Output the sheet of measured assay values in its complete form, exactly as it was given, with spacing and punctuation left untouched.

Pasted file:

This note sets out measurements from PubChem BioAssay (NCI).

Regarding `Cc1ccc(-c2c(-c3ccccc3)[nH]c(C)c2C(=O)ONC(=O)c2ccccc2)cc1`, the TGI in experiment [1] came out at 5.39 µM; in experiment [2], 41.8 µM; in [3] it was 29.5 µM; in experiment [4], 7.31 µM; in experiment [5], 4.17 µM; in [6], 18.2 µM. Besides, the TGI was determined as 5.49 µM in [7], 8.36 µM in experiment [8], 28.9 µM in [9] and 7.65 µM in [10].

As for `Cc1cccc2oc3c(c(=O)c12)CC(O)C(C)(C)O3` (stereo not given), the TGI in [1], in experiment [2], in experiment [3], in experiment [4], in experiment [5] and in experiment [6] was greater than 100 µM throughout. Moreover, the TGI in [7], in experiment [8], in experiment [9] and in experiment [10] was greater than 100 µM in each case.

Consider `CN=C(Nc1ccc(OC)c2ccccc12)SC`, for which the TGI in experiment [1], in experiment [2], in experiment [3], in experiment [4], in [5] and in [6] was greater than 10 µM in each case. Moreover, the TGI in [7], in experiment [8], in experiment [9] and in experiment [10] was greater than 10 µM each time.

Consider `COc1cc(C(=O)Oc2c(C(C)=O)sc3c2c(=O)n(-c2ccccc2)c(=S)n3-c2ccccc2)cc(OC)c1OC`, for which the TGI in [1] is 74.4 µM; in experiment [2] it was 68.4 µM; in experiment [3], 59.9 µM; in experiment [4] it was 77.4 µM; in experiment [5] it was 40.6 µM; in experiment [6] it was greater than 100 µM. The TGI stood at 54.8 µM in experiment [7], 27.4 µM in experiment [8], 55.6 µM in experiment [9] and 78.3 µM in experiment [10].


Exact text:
This note sets out measurements from PubChem BioAssay (NCI).

Regarding `Cc1ccc(-c2c(-c3ccccc3)[nH]c(C)c2C(=O)ONC(=O)c2ccccc2)cc1`, the TGI in experiment [1] came out at 5.39 µM; in experiment [2], 41.8 µM; in [3] it was 29.5 µM; in experiment [4], 7.31 µM; in experiment [5], 4.17 µM; in [6], 18.2 µM. Besides, the TGI was determined as 5.49 µM in [7], 8.36 µM in experiment [8], 28.9 µM in [9] and 7.65 µM in [10].

As for `Cc1cccc2oc3c(c(=O)c12)CC(O)C(C)(C)O3` (stereo not given), the TGI in [1], in experiment [2], in experiment [3], in experiment [4], in experiment [5] and in experiment [6] was greater than 100 µM throughout. Moreover, the TGI in [7], in experiment [8], in experiment [9] and in experiment [10] was greater than 100 µM in each case.

Consider `CN=C(Nc1ccc(OC)c2ccccc12)SC`, for which the TGI in experiment [1], in experiment [2], in experiment [3], in experiment [4], in [5] and in [6] was greater than 10 µM in each case. Moreover, the TGI in [7], in experiment [8], in experiment [9] and in experiment [10] was greater than 10 µM each time.

Consider `COc1cc(C(=O)Oc2c(C(C)=O)sc3c2c(=O)n(-c2ccccc2)c(=S)n3-c2ccccc2)cc(OC)c1OC`, for which the TGI in [1] is 74.4 µM; in experiment [2] it was 68.4 µM; in experiment [3], 59.9 µM; in experiment [4] it was 77.4 µM; in experiment [5] it was 40.6 µM; in experiment [6] it was greater than 100 µM. The TGI stood at 54.8 µM in experiment [7], 27.4 µM in experiment [8], 55.6 µM in experiment [9] and 78.3 µM in experiment [10].